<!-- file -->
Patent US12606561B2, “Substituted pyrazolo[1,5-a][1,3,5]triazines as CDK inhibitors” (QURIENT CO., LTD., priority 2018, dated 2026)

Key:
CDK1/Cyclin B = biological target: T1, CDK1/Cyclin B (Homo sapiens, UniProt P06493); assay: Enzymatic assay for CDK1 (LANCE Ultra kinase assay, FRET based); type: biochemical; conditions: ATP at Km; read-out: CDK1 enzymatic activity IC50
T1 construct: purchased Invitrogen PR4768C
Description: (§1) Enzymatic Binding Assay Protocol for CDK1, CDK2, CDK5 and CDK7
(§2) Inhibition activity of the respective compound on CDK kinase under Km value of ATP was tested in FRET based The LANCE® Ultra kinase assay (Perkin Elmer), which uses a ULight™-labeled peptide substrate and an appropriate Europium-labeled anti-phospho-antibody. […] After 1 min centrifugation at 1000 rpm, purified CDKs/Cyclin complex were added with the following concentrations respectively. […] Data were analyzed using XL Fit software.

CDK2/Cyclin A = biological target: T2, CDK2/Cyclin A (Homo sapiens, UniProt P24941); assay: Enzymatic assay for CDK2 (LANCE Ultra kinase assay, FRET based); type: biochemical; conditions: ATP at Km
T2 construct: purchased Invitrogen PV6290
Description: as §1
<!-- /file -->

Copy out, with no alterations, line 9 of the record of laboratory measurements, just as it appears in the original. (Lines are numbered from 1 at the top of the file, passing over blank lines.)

Description: as §1